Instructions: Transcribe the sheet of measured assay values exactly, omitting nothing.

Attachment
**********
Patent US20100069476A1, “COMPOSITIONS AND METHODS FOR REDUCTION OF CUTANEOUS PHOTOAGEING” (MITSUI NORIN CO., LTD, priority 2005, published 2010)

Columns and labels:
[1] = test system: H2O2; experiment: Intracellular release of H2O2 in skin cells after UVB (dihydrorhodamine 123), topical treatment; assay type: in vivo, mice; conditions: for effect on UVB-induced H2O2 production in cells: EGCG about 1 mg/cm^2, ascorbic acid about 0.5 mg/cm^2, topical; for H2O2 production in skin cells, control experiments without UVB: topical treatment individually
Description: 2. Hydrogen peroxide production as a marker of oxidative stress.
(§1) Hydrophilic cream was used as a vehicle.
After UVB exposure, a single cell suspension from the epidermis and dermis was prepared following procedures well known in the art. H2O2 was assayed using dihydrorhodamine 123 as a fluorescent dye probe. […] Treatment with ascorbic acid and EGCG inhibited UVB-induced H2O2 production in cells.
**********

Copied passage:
Patent US20100069476A1, “COMPOSITIONS AND METHODS FOR REDUCTION OF CUTANEOUS PHOTOAGEING” (MITSUI NORIN CO., LTD, priority 2005, published 2010)

Columns and labels:
[1] = test system: H2O2; experiment: Intracellular release of H2O2 in skin cells after UVB (dihydrorhodamine 123), topical treatment; assay type: in vivo, mice; conditions: for effect on UVB-induced H2O2 production in cells: EGCG about 1 mg/cm^2, ascorbic acid about 0.5 mg/cm^2, topical; for H2O2 production in skin cells, control experiments without UVB: topical treatment individually
Description: 2. Hydrogen peroxide production as a marker of oxidative stress.
(§1) Hydrophilic cream was used as a vehicle.
After UVB exposure, a single cell suspension from the epidermis and dermis was prepared following procedures well known in the art. H2O2 was assayed using dihydrorhodamine 123 as a fluorescent dye probe. […] Treatment with ascorbic acid and EGCG inhibited UVB-induced H2O2 production in cells.